ESL etc.

Global Issues and Activism in English Language Teaching

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How I Plan a Lesson

July 1st, 2010 by Dave · 3 Comments

I was recently asked in an email how I approach planning a lesson. At first, I struggled to put it into words. I don’t really think there is any one right way.

For me, I usually approach lesson plans the same way I approach planning courses. I start from the big picture. What are our goals for the day? Maybe we want to practice a particular skill, or increase our knowledge about certain content, or make progress on a long-term project. Once I have the main goal(s) in mind, I decide what our big activity will be.

Let’s say, for example, that I want to give the students a chance to learn some new vocabulary words, while practicing figuring out meaning from context. So I need to find / make a reading that has vocabulary words whose meanings can be figured out. What then?

Once I know some of the activities I want to include, I think about different approaches. There are tons of ways to “do a reading” or “introduce vocabulary words”. Personally, I usually try to do each activity in a way that maximizes student interaction, with the goal of meaningful communication. Sometimes, I might do readings as homework, and have small group, student-led discussions (like this). Another approach would be to have students take turns reading sentences or paragraphs, discussing vocabulary as we go.

If I really want to concentrate on the content, I might give the students a worksheet that asks some content questions, and includes the vocabulary words I want to target. I could read the reading aloud, before handing it out, and ask the students to do their best to fill out the worksheet. Next, I could give them the article, and have them check their answers and fill in the blanks in small groups. I might ask each group to come up with another content question based on the reading, and see if they could stump the other groups. It really just depends on what skills we want to work on. For homework, we could do a writing activity that asks students to reflect on their own experience with / opinions of the topic, giving them a chance to use the vocabulary in a more meaningful way.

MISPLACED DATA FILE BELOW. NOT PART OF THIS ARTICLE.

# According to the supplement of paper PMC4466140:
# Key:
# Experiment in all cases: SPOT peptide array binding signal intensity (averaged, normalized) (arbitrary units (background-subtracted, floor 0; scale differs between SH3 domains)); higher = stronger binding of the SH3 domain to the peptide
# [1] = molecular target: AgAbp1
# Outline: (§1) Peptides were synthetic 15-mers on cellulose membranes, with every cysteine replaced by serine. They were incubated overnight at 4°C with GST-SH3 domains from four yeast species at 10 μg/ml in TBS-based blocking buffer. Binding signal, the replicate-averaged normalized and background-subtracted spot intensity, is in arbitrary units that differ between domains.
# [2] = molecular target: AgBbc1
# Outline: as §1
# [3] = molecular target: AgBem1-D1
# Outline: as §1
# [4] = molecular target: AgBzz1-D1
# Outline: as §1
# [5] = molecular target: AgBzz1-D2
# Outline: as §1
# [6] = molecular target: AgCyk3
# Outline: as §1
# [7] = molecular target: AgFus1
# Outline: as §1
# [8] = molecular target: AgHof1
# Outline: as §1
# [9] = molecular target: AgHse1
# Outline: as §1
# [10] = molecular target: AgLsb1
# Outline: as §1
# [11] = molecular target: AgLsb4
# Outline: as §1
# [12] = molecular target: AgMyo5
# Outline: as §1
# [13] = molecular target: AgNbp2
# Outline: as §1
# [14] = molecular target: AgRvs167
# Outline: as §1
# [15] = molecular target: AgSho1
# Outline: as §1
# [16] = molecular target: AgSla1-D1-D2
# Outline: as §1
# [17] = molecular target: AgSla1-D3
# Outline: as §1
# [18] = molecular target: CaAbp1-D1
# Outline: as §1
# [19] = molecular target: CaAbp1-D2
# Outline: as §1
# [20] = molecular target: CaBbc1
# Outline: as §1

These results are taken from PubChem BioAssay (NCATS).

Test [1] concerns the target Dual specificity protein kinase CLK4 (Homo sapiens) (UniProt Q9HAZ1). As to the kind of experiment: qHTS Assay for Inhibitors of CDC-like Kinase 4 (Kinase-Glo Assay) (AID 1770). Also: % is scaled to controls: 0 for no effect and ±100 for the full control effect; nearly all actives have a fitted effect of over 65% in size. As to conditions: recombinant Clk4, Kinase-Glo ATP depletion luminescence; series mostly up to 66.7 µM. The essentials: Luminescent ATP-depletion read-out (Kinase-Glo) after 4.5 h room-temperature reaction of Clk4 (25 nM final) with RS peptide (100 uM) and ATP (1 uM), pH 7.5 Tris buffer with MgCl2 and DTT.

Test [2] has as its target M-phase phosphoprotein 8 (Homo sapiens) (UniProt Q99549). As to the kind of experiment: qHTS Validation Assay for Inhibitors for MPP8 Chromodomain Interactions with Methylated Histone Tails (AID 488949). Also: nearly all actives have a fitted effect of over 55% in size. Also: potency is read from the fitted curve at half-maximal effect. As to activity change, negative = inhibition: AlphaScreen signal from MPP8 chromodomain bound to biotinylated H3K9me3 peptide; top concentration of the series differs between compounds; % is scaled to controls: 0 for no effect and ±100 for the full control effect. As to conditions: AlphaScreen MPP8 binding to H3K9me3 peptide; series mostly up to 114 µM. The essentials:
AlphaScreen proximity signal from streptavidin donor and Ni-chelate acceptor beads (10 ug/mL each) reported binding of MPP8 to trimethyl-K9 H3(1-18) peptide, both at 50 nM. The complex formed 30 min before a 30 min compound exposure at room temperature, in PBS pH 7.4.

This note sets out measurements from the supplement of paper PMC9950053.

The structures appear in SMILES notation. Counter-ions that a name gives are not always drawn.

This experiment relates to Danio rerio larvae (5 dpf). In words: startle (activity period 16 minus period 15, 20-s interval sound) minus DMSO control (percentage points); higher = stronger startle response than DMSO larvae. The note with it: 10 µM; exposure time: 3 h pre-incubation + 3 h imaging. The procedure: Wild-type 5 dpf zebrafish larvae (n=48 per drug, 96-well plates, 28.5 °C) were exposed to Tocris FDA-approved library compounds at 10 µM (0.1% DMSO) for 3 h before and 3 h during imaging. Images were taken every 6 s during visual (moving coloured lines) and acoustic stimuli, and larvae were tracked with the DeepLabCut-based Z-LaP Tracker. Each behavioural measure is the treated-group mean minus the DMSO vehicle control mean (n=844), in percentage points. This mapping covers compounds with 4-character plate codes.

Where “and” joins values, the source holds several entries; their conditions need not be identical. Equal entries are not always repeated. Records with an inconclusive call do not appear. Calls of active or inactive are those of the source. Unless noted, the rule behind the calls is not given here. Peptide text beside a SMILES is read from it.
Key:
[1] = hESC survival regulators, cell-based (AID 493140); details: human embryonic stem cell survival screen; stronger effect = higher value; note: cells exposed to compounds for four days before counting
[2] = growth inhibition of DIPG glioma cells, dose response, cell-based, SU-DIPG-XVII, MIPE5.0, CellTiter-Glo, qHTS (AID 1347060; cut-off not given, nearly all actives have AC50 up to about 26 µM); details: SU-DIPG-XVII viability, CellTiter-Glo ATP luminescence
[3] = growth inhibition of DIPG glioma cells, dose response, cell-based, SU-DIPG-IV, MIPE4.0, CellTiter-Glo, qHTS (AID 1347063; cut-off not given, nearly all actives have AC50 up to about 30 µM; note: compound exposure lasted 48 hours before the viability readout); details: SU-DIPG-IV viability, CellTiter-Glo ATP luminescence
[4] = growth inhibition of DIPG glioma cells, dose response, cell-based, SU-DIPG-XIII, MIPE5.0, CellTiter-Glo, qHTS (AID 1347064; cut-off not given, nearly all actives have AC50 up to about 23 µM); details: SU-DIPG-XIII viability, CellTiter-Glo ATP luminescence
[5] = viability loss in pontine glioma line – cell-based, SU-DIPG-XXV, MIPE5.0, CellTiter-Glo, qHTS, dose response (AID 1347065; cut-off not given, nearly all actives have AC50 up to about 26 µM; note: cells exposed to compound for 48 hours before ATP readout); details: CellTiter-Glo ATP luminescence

In terms of time, one important thing that I’ve learned is not to schedule my “big” activity for the end of the lesson. Often, that results in it being rushed, or cut entirely. Even if I’m able to get through it, we might not have enough time to reflect on it as a class afterward. In a two-hour class, I would typically begin the main activity right after our break. Obviously, though, it depends on the activity.

I almost always go into class with more planned than I expect to have time for. That way, if something isn’t working (like, if a set of discussion questions falls flat) I can cut it and adjust the lesson on the fly. I tend to be very flexible, and try to give my activities time to breathe if students are getting a lot out of it.

In writing this, I can see that I rely a lot on intuition in my teaching, and that makes me doubt whether or not this type of “advice” is helpful to novice teachers. Any other suggestions on approaching lesson plans? Any questions on what I’ve shared here?

Tags: blog · ESL activity · lesson plans · reflection · theory

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3 responses so far ↓

  • 1 khalid // Jul 3, 2010 at 11:46 am

    That’s great advice – thanks! Sure you illustrated the ways in which specific circumstances affect how a lesson is planned, but you also provided some structure to the process, and advice on specific things to watch out for. Excellent!

  • 2 chris // Jul 8, 2010 at 8:50 am

    I think ANY attempt to explain “how to” is useful if it comes from someone who “does”.
    It can be a starting point, something to compare your own approach against (either helping by finding out you are not alone, or by seeing another possible way) and it may even clarify things for the “doer” if they have never had to explain before.
    ps – nothing to do with the above but here’s another graphic that might inspire.

  • 3 cathywint // Nov 7, 2010 at 5:34 pm

    I think this is a very honest description of your planning activity and as such would be very useful to novice and experienced teachers alike. I too am an ‘over-planner’ and like to be able to giggle the lesson as it progresses, and be able to respond to learners rather than still rigidly to a lesson plan. I think the key to being confident in doing this is being about to reflect on the lesson and evaluate the activities, how they linked together and the value to the learners.
    As well as ‘wing’ some lessons, I do also find that I teach a lesson according to my plan, and generally I do like to have a plan, even if I think some things can be skipped, speeded up or altered in any way.

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